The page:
from The American Heritage® Dictionary of the English Language, 4th Edition

  • n. A corrosive, fuming, volatile mixture of hydrochloric and nitric acids, used for testing metals and dissolving platinum and gold. Also called nitrohydrochloric acid.

from Wiktionary, Creative Commons Attribution/Share-Alike License

  • n. A mixture of three parts concentrated hydrochloric acid to one part concentrated nitric acid.

from the GNU version of the Collaborative International Dictionary of English

  • n. a very corrosive fuming yellow liquid consisting of nitric and hydrochloric acids. It has the power of dissolving gold, the “royal” metal.

from WordNet 3.0 Copyright 2006 by Princeton University. All rights reserved.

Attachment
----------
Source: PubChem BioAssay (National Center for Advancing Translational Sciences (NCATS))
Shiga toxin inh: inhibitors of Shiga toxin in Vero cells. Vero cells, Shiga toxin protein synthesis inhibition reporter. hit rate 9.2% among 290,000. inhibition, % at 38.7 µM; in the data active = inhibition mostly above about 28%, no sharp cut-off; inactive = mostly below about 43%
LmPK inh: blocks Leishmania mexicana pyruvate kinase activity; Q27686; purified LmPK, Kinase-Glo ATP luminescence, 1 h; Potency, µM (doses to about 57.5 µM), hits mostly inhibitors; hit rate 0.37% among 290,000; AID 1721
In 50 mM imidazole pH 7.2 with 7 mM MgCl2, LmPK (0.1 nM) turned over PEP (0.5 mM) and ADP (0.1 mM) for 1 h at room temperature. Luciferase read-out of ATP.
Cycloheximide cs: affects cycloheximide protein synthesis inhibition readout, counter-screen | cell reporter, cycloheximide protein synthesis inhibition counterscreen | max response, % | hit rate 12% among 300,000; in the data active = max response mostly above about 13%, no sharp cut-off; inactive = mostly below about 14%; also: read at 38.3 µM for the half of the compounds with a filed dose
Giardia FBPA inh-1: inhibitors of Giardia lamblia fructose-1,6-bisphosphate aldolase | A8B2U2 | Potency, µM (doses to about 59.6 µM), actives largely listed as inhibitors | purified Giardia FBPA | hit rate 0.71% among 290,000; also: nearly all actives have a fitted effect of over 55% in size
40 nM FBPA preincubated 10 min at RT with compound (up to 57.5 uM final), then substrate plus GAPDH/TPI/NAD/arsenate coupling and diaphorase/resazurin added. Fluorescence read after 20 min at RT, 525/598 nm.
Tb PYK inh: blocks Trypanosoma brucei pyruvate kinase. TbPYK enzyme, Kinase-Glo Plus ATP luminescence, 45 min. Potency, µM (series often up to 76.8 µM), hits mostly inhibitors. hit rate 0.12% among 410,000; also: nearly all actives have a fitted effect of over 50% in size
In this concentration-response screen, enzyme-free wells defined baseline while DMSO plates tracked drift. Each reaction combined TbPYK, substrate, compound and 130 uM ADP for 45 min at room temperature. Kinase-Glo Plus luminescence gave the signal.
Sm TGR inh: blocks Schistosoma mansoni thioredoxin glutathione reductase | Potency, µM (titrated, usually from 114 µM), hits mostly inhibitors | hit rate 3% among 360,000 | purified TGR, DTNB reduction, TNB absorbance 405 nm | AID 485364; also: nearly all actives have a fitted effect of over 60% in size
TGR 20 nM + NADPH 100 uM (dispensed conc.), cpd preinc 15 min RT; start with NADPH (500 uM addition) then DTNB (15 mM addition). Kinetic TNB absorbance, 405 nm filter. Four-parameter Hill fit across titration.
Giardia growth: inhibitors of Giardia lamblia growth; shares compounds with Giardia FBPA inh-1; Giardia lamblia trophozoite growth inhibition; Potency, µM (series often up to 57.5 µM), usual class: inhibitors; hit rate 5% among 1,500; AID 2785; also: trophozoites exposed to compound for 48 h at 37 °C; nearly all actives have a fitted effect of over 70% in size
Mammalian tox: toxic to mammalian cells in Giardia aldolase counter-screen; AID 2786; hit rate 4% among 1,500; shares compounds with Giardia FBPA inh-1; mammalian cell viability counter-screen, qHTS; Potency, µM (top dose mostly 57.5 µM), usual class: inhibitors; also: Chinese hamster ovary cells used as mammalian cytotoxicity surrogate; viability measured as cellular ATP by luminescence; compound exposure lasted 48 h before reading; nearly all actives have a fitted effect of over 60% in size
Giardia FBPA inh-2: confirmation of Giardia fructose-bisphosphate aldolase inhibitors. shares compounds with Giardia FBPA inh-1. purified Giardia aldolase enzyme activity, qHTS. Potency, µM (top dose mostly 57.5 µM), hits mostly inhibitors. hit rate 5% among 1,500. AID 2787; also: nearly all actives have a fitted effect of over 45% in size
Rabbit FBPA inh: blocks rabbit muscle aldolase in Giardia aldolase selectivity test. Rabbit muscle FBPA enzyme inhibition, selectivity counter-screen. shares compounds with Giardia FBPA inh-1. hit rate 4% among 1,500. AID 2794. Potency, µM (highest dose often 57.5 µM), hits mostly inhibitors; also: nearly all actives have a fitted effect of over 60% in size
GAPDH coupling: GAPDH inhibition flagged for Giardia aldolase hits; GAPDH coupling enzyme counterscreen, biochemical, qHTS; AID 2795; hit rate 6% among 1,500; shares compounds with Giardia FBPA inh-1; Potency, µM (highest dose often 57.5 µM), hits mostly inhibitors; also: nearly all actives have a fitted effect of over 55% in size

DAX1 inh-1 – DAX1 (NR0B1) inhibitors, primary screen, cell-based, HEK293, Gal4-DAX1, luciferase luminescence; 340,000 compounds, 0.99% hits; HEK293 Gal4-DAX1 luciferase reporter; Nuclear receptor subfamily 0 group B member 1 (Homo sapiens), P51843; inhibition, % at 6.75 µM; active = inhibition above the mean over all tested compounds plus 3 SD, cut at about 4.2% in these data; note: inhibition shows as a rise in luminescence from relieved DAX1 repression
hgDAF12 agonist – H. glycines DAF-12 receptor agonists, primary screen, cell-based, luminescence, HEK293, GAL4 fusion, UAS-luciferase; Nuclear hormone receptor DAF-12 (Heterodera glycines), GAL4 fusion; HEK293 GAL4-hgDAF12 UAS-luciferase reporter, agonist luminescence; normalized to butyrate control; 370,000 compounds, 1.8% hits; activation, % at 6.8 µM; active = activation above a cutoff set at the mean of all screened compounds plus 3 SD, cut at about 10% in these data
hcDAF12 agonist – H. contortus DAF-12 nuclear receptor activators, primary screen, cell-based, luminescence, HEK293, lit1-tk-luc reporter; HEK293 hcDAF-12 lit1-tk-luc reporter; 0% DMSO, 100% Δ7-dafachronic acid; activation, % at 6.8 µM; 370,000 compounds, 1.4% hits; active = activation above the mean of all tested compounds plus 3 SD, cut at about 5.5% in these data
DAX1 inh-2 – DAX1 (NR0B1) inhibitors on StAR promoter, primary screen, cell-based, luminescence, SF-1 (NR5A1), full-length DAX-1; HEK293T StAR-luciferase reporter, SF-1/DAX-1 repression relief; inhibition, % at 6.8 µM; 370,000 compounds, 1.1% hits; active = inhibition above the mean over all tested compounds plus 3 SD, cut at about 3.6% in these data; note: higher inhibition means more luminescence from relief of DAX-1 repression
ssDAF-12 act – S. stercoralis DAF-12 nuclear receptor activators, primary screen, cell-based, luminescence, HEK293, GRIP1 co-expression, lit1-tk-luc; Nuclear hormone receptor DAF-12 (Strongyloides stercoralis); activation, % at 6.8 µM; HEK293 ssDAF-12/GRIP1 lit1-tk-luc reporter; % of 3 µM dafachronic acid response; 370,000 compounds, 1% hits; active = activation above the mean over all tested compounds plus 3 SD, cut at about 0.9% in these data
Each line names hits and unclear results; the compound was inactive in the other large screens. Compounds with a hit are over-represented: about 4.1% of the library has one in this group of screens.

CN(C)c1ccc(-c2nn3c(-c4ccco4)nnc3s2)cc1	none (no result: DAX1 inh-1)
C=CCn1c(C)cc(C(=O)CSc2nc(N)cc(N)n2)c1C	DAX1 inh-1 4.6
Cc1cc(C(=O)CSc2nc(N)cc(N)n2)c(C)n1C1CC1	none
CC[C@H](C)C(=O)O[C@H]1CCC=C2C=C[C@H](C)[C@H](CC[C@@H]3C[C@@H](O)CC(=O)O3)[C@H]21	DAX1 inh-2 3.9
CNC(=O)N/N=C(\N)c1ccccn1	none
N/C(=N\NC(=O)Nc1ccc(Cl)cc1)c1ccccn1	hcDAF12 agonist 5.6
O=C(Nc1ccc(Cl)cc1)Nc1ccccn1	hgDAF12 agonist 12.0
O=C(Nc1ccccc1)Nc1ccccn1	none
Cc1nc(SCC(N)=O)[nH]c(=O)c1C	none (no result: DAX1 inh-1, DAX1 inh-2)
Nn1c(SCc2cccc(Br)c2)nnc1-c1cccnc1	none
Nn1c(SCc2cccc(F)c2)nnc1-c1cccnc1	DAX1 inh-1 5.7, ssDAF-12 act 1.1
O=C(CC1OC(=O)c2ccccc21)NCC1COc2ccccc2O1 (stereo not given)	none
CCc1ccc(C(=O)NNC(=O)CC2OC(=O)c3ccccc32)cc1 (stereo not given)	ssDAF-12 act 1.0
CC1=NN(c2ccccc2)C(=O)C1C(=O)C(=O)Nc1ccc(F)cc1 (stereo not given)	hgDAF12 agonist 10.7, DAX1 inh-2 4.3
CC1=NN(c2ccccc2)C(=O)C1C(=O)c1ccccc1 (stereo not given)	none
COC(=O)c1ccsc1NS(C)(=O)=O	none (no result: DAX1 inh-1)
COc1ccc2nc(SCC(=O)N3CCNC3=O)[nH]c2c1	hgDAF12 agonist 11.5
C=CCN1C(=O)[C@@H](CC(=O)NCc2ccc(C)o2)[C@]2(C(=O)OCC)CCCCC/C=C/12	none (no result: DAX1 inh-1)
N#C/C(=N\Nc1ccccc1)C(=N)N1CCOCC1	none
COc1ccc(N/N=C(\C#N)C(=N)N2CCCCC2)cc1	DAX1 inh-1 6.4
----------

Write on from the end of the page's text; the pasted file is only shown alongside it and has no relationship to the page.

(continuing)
• n. a yellow fuming corrosive mixture of nitric and hydrochloric acid that dissolves metals (including gold)


New Latin aqua rēgia : Latin aqua, water + Latin rēgia, feminine of rēgius, royal (because it dissolves gold, the "royal metal”).
(American Heritage® Dictionary of the English Language, Fourth Edition)
Latin aqua regia, royal water, so named because it is one of the few solvents capable of dissolving noble metals. (Wiktionary)


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  • Such a nice sounding phrase for what is actually extremely caustic stuff.

    December 14, 2007

  • I didn't know this one but was struck by its similarity to the Italian word "acquaragia" which is a solvent (basically turpentine) capable of dissolving paints and varnishes. The -ragia here comes from the Greek -rhagia meaning to break (cf. haemorrhage)

    December 14, 2007

  • A mixture of concentrated hydrochloric and nitric acid that can dissolve the royal metals gold and platinum, hence "royal water".

    November 4, 2007